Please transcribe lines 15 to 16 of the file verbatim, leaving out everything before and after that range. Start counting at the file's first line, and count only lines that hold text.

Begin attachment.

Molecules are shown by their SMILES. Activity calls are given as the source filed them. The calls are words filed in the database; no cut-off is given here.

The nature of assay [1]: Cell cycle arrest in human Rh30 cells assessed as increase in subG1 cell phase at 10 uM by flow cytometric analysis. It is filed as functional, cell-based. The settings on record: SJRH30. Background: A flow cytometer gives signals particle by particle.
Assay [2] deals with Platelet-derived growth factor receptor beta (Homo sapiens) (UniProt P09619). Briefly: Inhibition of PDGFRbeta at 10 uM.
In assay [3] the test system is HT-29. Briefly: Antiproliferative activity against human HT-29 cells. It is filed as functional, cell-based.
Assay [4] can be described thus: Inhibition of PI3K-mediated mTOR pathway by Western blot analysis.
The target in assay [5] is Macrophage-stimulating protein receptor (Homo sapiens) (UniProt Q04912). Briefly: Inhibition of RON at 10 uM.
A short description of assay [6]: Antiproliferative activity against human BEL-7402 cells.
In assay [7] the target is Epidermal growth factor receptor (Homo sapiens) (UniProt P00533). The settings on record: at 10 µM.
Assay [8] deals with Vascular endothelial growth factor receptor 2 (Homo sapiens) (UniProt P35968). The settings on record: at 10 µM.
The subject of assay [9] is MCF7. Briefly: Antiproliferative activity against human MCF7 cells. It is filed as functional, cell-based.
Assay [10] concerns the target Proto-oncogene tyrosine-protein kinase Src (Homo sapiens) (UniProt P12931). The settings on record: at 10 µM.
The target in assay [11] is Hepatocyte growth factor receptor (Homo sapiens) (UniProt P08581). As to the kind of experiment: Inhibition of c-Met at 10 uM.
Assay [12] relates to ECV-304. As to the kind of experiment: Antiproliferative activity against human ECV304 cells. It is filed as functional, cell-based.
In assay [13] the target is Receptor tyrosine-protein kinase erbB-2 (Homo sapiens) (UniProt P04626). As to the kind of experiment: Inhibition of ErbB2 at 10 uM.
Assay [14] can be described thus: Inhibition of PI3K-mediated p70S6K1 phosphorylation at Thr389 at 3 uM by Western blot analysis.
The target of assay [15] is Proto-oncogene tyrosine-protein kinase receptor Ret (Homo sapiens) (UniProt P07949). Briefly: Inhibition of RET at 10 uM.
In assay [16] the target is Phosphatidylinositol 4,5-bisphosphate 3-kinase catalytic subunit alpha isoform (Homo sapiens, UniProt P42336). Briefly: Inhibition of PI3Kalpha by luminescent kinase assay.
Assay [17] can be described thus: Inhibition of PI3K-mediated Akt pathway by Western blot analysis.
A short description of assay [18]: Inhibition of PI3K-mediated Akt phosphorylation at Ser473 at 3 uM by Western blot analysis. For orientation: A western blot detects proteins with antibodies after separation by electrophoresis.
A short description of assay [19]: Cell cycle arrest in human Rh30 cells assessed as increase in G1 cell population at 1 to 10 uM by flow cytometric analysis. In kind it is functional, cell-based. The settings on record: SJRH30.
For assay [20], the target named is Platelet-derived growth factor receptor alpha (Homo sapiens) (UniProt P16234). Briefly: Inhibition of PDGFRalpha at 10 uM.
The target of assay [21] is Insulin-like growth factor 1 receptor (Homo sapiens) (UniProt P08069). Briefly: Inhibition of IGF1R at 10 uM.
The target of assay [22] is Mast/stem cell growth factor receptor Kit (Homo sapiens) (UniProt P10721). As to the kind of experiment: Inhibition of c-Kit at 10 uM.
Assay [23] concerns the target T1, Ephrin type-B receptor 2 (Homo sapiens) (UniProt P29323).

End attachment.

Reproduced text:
Assay [14] can be described thus: Inhibition of PI3K-mediated p70S6K1 phosphorylation at Thr389 at 3 uM by Western blot analysis.
The target of assay [15] is Proto-oncogene tyrosine-protein kinase receptor Ret (Homo sapiens) (UniProt P07949). Briefly: Inhibition of RET at 10 uM.